In the IoT world, time to market is essential
and developing a new product has enough hurdles as such. PulseLARSEN has therefore developed
the IoTest™ kit (powered by Copper Mountain Technologies) to accelerate the process of
embedding antennas in your product, to evaluate your antenna performance, to compare
to existing PulseLARSEN antennas, and to consult experienced antenna professionals if
any further assistance is required. This kit is extremely mobile, easy-to-carry, and
becomes the ideal toolbox for technical sales or FAE on the field or engineers in tight
spaces. Self installing software is included and its user-friendly GUI will guide you
through the multiple possibilities this kit offers. View the
webinar recording now!
In support of Central Indiana's focus on IoT, Copper Mountain Technologies provided
one IoTest kit to Indiana IoT Lab in
Fishers for use by its resident companies in IoT product design.
About Copper Mountain Technologies
Copper Mountain Technologies develops innovative RF test and measurement solutions
for engineers all over the world. The company was created in 2011 and is based in Indianapolis,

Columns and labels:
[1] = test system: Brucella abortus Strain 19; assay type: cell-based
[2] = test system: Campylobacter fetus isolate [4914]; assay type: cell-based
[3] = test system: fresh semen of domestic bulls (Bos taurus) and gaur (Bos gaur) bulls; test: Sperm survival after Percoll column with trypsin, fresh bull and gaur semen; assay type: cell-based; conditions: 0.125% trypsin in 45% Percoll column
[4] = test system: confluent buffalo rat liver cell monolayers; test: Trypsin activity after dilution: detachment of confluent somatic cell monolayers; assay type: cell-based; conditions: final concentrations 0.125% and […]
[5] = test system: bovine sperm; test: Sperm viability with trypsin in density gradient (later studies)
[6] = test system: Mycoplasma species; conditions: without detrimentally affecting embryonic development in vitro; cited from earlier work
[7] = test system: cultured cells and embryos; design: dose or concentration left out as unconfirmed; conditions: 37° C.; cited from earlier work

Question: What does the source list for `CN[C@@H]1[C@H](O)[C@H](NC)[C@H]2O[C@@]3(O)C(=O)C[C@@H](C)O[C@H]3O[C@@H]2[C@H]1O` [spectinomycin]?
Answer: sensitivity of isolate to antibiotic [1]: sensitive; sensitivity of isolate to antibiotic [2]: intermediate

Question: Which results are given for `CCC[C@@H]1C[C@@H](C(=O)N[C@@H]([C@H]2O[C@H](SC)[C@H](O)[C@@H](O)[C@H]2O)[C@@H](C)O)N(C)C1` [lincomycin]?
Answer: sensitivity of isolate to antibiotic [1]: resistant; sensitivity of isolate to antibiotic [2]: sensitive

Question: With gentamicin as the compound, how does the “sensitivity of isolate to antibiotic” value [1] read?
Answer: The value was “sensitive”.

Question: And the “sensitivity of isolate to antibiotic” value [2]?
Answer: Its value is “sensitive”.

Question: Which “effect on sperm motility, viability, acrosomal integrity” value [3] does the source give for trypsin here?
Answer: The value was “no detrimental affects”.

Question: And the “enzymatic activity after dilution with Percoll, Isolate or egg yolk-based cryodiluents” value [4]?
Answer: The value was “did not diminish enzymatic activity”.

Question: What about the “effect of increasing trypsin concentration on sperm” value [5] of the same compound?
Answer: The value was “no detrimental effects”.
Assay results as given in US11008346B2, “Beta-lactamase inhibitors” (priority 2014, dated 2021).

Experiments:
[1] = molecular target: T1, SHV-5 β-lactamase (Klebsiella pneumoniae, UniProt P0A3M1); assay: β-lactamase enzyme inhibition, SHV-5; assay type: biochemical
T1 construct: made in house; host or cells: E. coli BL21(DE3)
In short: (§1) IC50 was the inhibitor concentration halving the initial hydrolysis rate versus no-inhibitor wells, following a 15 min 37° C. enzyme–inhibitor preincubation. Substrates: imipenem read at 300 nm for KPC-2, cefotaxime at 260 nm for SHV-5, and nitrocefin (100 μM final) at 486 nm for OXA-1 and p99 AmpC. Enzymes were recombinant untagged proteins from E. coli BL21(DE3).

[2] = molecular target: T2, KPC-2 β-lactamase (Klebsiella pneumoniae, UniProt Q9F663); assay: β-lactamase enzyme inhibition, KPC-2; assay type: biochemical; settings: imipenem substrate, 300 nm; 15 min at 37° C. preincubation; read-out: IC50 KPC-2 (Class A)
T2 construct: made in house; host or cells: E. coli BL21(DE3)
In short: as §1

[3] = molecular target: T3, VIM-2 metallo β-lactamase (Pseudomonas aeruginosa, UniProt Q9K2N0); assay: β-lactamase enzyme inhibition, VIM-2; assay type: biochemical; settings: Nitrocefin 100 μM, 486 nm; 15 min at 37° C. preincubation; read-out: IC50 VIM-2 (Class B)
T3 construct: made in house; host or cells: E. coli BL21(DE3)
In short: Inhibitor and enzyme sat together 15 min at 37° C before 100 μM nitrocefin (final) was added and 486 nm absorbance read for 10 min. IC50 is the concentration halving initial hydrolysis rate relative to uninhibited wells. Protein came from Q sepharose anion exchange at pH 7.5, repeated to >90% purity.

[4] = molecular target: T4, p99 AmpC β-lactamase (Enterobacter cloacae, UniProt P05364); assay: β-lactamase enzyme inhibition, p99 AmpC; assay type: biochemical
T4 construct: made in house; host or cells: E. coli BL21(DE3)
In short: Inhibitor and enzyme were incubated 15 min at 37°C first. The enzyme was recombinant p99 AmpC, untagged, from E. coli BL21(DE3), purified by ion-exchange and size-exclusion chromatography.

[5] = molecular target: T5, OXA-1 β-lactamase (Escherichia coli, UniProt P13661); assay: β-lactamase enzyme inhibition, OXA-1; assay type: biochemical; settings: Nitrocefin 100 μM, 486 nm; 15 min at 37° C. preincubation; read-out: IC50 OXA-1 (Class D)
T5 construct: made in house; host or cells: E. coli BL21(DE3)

IN with sales offices in Singapore and Miami.
Copper Mountain Technologies provides a broad range of USB vector network analyzers,
calibration kits, and accessories for 50 Ohm and 75 Ohm impedance. CMT VNAs are used
for RF and Microwave applications from 9 kHz to 110 GHz by engineers in industries like
defense, automotive, materials measurement, medical, broadcasting, and telecommunications.
CMT customers range from government and defense agencies and contractors, like NASA,
United States Armed Forces, Canadian DoD and law enforcement, to universities, mid-size
manufacturers, like Reactel and PCTEL, and small companies with just a few employees.
RF Cafe began life in 1996 as "RF Tools" in an AOL screen name web space totaling
2 MB. Its primary purpose was to provide me with ready access to commonly needed
formulas and reference material while performing my work as an RF system and circuit
design engineer. The World Wide Web (Internet) was largely an unknown entity at
the time and bandwidth was a scarce commodity. Dial-up modems blazed along at 14.4 kbps
while tying up your telephone line, and a nice lady's voice announced "You've Got
Mail" when a new message arrived...
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